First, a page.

Simon Bourne
The Society of Thames Mudlarks: Member

I first discovered mudlarking some years back when I visited Rainham Marshes in Essex, which is part of the Thames Estuary. I was captivated by the concrete barges that have been deserted there – some say they were used for storing/sending oil during the War, but no one really knows. I hopped off my bike and began to search the foreshore and discovered lots of broken ceramics and I thought, ‘What else is out there?’. I went back a few weeks later with a cheap metal detector and found a few halfpennies (probably from the old pub or ferry crossing) and I was hooked. As time went by I ventured further upstream, and I met many like-minded people, through which I have made friends for life. Not only is mudlarking a thrill to hunt for historical artefacts, I enjoy the social connections and unique personalities I have met through our shared hobby. I never leave the foreshore disappointed. Even if the finds are lacking, I still get enjoyment from being in London, enjoying the river views at sunset or on a cold foggy winter’s morning when the water is as still as a millpond, imagining what happened here in the past. Mudlarking for me isn't just a pastime, it's a way of life, I plan my life around the tide times and always feel a yearning to go back to see what old Father Thames has given up.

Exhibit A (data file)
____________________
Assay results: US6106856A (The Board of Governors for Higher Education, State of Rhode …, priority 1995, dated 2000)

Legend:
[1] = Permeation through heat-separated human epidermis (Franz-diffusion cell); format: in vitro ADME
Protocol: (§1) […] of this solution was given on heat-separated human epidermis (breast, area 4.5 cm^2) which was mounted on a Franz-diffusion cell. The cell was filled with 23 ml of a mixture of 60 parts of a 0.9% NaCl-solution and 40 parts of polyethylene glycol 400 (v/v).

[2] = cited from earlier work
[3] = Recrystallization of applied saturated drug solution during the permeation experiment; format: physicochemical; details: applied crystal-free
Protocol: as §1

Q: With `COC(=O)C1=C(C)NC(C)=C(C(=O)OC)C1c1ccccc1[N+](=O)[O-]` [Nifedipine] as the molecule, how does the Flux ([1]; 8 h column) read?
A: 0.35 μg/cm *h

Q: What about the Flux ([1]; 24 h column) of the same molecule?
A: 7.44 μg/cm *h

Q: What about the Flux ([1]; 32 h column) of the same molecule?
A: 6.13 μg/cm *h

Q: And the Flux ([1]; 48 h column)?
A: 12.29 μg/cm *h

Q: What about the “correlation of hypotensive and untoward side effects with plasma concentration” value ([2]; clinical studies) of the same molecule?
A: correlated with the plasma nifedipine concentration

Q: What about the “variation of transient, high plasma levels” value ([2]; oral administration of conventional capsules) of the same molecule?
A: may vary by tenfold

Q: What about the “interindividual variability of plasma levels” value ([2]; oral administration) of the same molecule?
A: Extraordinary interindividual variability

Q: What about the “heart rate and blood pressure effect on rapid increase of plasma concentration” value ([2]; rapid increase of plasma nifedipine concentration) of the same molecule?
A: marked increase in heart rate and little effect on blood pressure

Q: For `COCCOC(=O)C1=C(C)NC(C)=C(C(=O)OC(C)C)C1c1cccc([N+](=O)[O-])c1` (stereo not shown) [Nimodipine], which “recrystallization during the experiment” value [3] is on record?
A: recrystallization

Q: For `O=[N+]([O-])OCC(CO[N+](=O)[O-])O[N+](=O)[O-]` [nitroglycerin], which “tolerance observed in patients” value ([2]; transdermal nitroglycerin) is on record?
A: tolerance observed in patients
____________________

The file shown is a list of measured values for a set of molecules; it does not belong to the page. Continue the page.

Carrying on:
Terry Seddon

Well, I started about 40 years ago... not fanatically, but I would occasionally visit Tilbury dump, and less occasionally Woolwich for what I would describe as beach combing, as at the time my focus was on bottles, pots and clay pipes. The fact that there's lots of small treasures to be had didn't dawn on me yet. My other spare time hobby that didn't cross over for a long time was metal detecting, with no great success. The detectors of the day weren't a patch on today's machines and woodland was my choice of search area. Again, farmland as today's ‘place to go’ didn't compute with me. Then there was a massive gap whilst home-building, and a young family took all my time. Slowly, my hobbies have resurfaced.